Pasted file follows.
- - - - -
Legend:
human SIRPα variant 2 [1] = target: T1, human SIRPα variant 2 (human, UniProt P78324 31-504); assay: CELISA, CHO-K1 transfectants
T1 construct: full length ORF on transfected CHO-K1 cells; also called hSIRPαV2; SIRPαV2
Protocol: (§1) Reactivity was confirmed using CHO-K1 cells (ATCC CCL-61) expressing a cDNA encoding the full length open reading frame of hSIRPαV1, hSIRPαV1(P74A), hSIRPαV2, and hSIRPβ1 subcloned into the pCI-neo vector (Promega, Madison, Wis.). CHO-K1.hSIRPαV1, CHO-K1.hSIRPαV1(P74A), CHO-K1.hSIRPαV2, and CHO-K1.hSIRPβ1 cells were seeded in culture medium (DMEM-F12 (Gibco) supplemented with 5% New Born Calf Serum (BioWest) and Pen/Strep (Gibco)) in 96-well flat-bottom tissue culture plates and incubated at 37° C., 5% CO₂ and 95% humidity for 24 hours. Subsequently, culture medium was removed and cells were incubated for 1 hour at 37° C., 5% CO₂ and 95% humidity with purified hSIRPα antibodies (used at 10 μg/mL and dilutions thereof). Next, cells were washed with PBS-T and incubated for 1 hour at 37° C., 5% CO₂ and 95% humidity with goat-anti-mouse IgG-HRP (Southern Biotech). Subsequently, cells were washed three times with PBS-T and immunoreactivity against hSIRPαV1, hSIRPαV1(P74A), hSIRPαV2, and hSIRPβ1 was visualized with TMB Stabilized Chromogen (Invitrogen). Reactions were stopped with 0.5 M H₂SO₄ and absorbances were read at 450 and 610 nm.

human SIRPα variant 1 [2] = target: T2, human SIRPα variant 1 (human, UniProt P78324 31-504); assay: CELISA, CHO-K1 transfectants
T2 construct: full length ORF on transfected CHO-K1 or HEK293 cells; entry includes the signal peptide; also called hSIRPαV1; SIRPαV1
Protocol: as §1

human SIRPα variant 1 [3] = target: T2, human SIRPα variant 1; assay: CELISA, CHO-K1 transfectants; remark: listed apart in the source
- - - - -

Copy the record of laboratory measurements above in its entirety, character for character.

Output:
Legend:
human SIRPα variant 2 [1] = target: T1, human SIRPα variant 2 (human, UniProt P78324 31-504); assay: CELISA, CHO-K1 transfectants
T1 construct: full length ORF on transfected CHO-K1 cells; also called hSIRPαV2; SIRPαV2
Protocol: (§1) Reactivity was confirmed using CHO-K1 cells (ATCC CCL-61) expressing a cDNA encoding the full length open reading frame of hSIRPαV1, hSIRPαV1(P74A), hSIRPαV2, and hSIRPβ1 subcloned into the pCI-neo vector (Promega, Madison, Wis.). CHO-K1.hSIRPαV1, CHO-K1.hSIRPαV1(P74A), CHO-K1.hSIRPαV2, and CHO-K1.hSIRPβ1 cells were seeded in culture medium (DMEM-F12 (Gibco) supplemented with 5% New Born Calf Serum (BioWest) and Pen/Strep (Gibco)) in 96-well flat-bottom tissue culture plates and incubated at 37° C., 5% CO₂ and 95% humidity for 24 hours. Subsequently, culture medium was removed and cells were incubated for 1 hour at 37° C., 5% CO₂ and 95% humidity with purified hSIRPα antibodies (used at 10 μg/mL and dilutions thereof). Next, cells were washed with PBS-T and incubated for 1 hour at 37° C., 5% CO₂ and 95% humidity with goat-anti-mouse IgG-HRP (Southern Biotech). Subsequently, cells were washed three times with PBS-T and immunoreactivity against hSIRPαV1, hSIRPαV1(P74A), hSIRPαV2, and hSIRPβ1 was visualized with TMB Stabilized Chromogen (Invitrogen). Reactions were stopped with 0.5 M H₂SO₄ and absorbances were read at 450 and 610 nm.

human SIRPα variant 1 [2] = target: T2, human SIRPα variant 1 (human, UniProt P78324 31-504); assay: CELISA, CHO-K1 transfectants
T2 construct: full length ORF on transfected CHO-K1 or HEK293 cells; entry includes the signal peptide; also called hSIRPαV1; SIRPαV1
Protocol: as §1

human SIRPα variant 1 [3] = target: T2, human SIRPα variant 1; assay: CELISA, CHO-K1 transfectants; remark: listed apart in the source